"...the Imagination (or love, or sympathy, or any other sentiment) induces knowledge, and knowledge of an 'object' which is proper to it..."
Henry Corbin (1903-1978) was a scholar, philosopher and theologian. He was a champion of the transformative power of the Imagination and of the transcendent reality of the individual in a world threatened by totalitarianisms of all kinds. One of the 20th century’s most prolific scholars of Islamic mysticism, Corbin was Professor of Islam & Islamic Philosophy at the Sorbonne in Paris and at the University of Teheran. He was a major figure at the Eranos Conferences in Switzerland. He introduced the concept of the mundus imaginalis into contemporary thought. His work has provided a foundation for archetypal psychology as developed by James Hillman and influenced countless poets and artists worldwide. But Corbin’s central project was to provide a framework for understanding the unity of the religions of the Book: Judaism, Christianity and Islam. His great work Alone with the Alone: Creative Imagination in the Sufism of Ibn ‘Arabi is a classic initiatory text of visionary spirituality that transcends the tragic divisions among the three great monotheisms. Corbin’s life was devoted to the struggle to free the religious imagination from fundamentalisms of every kind. His work marks a watershed in our understanding of the religions of the West and makes a profound contribution to the study of the place of the imagination in human life.

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Friday, November 4, 2011

Todd Lawson in London - Frye & the Koran

On Wednesday 9 November Prof. Todd Lawson of the University of Toronto will give a lecture on the late Prof. Northrop Frye, under the title "Frye & the Koran." Frye, one of the pre-eminent literary critics of the second half of the 20th century, changed the way the world thought about the connections between spiritual vision, myth and literature, first through his study of Blake (Fearful Symmetry 1947), then later by his studies of the Bible (The Great Code 1982, Words with Power 1990 and The Double Vision 1991). The insights he developed over these decades offered a new perspective on the coherence and integrity of the Bible in which the workings of myth, metaphor and apocalypse create what can be called a spiritual dimension of time. In these works he also made scattered and frequently very perceptive remarks about the Koran, its form and content. Research into his private papers at the University of Toronto, where he taught all his life, shows that his interest in the Koran started long before his published studies of the Bible. A close look reveals an imaginative domain in Frye’s consciousness common to both sacred books where the idea of the spiritual is given clear and perhaps distinctive meaning. (from the Temenos Academy Newsletter)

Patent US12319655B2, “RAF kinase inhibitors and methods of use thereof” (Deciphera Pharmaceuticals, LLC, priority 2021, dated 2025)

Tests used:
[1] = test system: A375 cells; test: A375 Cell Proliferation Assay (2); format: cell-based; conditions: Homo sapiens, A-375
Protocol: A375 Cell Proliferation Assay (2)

At The Royal Asiatic Society, 14 Stephenson Way, London NW1 2HD (nearest underground Euston or Euston Square), doors open 6.30pm, lecture 7pm. An admission charge applies. Space is limited and reservation recommended.

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